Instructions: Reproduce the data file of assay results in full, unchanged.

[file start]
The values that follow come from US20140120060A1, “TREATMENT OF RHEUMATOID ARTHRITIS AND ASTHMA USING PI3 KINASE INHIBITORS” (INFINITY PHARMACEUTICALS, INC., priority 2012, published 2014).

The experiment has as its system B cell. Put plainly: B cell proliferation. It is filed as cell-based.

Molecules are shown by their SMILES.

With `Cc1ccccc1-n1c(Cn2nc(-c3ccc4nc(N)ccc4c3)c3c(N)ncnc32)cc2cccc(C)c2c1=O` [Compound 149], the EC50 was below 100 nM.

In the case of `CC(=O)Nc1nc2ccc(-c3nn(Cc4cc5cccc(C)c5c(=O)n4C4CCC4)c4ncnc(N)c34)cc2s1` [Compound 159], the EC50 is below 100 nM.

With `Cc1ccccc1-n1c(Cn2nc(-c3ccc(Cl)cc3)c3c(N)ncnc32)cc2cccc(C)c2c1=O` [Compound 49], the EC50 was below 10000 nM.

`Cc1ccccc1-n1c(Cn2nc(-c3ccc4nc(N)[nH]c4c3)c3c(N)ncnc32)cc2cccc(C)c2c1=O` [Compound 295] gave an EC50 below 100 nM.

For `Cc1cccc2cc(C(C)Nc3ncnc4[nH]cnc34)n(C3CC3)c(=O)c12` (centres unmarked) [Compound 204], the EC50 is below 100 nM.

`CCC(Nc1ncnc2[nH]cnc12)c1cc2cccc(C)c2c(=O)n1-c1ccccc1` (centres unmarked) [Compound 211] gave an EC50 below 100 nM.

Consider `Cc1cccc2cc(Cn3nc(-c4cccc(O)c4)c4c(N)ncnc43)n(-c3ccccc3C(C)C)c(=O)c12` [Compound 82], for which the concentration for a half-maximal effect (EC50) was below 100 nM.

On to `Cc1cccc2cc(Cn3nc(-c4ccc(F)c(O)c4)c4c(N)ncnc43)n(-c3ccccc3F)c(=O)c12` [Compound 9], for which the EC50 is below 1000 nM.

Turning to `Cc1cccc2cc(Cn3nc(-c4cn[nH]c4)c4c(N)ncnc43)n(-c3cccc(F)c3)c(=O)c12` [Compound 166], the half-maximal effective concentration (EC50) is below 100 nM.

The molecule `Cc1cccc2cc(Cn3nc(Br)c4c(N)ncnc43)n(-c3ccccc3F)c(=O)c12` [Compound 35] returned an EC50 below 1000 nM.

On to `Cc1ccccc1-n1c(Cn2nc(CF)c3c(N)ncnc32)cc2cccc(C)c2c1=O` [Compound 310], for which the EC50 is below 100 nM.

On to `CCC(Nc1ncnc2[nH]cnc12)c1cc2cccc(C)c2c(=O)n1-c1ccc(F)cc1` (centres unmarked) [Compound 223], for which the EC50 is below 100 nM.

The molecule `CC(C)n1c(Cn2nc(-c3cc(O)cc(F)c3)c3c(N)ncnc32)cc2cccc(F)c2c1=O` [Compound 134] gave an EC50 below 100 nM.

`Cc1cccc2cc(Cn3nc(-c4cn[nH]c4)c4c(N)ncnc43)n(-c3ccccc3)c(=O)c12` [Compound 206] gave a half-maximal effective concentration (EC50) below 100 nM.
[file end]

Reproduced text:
The values that follow come from US20140120060A1, “TREATMENT OF RHEUMATOID ARTHRITIS AND ASTHMA USING PI3 KINASE INHIBITORS” (INFINITY PHARMACEUTICALS, INC., priority 2012, published 2014).

The experiment has as its system B cell. Put plainly: B cell proliferation. It is filed as cell-based.

Molecules are shown by their SMILES.

With `Cc1ccccc1-n1c(Cn2nc(-c3ccc4nc(N)ccc4c3)c3c(N)ncnc32)cc2cccc(C)c2c1=O` [Compound 149], the EC50 was below 100 nM.

In the case of `CC(=O)Nc1nc2ccc(-c3nn(Cc4cc5cccc(C)c5c(=O)n4C4CCC4)c4ncnc(N)c34)cc2s1` [Compound 159], the EC50 is below 100 nM.

With `Cc1ccccc1-n1c(Cn2nc(-c3ccc(Cl)cc3)c3c(N)ncnc32)cc2cccc(C)c2c1=O` [Compound 49], the EC50 was below 10000 nM.

`Cc1ccccc1-n1c(Cn2nc(-c3ccc4nc(N)[nH]c4c3)c3c(N)ncnc32)cc2cccc(C)c2c1=O` [Compound 295] gave an EC50 below 100 nM.

For `Cc1cccc2cc(C(C)Nc3ncnc4[nH]cnc34)n(C3CC3)c(=O)c12` (centres unmarked) [Compound 204], the EC50 is below 100 nM.

`CCC(Nc1ncnc2[nH]cnc12)c1cc2cccc(C)c2c(=O)n1-c1ccccc1` (centres unmarked) [Compound 211] gave an EC50 below 100 nM.

Consider `Cc1cccc2cc(Cn3nc(-c4cccc(O)c4)c4c(N)ncnc43)n(-c3ccccc3C(C)C)c(=O)c12` [Compound 82], for which the concentration for a half-maximal effect (EC50) was below 100 nM.

On to `Cc1cccc2cc(Cn3nc(-c4ccc(F)c(O)c4)c4c(N)ncnc43)n(-c3ccccc3F)c(=O)c12` [Compound 9], for which the EC50 is below 1000 nM.

Turning to `Cc1cccc2cc(Cn3nc(-c4cn[nH]c4)c4c(N)ncnc43)n(-c3cccc(F)c3)c(=O)c12` [Compound 166], the half-maximal effective concentration (EC50) is below 100 nM.

The molecule `Cc1cccc2cc(Cn3nc(Br)c4c(N)ncnc43)n(-c3ccccc3F)c(=O)c12` [Compound 35] returned an EC50 below 1000 nM.

On to `Cc1ccccc1-n1c(Cn2nc(CF)c3c(N)ncnc32)cc2cccc(C)c2c1=O` [Compound 310], for which the EC50 is below 100 nM.

On to `CCC(Nc1ncnc2[nH]cnc12)c1cc2cccc(C)c2c(=O)n1-c1ccc(F)cc1` (centres unmarked) [Compound 223], for which the EC50 is below 100 nM.

The molecule `CC(C)n1c(Cn2nc(-c3cc(O)cc(F)c3)c3c(N)ncnc32)cc2cccc(F)c2c1=O` [Compound 134] gave an EC50 below 100 nM.

`Cc1cccc2cc(Cn3nc(-c4cn[nH]c4)c4c(N)ncnc43)n(-c3ccccc3)c(=O)c12` [Compound 206] gave a half-maximal effective concentration (EC50) below 100 nM.